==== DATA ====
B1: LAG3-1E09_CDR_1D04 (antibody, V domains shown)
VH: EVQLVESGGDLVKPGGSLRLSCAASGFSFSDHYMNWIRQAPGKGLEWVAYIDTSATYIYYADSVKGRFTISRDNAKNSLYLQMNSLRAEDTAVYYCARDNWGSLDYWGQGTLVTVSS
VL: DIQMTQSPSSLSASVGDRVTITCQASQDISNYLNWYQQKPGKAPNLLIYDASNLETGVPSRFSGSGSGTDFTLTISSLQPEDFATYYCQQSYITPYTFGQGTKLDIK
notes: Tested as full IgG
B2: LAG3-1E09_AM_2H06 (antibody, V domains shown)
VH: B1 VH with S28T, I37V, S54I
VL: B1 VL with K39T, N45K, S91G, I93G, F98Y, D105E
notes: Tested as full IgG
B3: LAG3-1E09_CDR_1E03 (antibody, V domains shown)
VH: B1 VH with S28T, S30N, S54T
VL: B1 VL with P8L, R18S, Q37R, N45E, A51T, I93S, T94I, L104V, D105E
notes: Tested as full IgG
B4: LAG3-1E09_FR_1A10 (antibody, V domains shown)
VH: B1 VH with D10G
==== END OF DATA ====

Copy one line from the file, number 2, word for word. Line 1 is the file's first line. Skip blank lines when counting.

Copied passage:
VH: EVQLVESGGDLVKPGGSLRLSCAASGFSFSDHYMNWIRQAPGKGLEWVAYIDTSATYIYYADSVKGRFTISRDNAKNSLYLQMNSLRAEDTAVYYCARDNWGSLDYWGQGTLVTVSS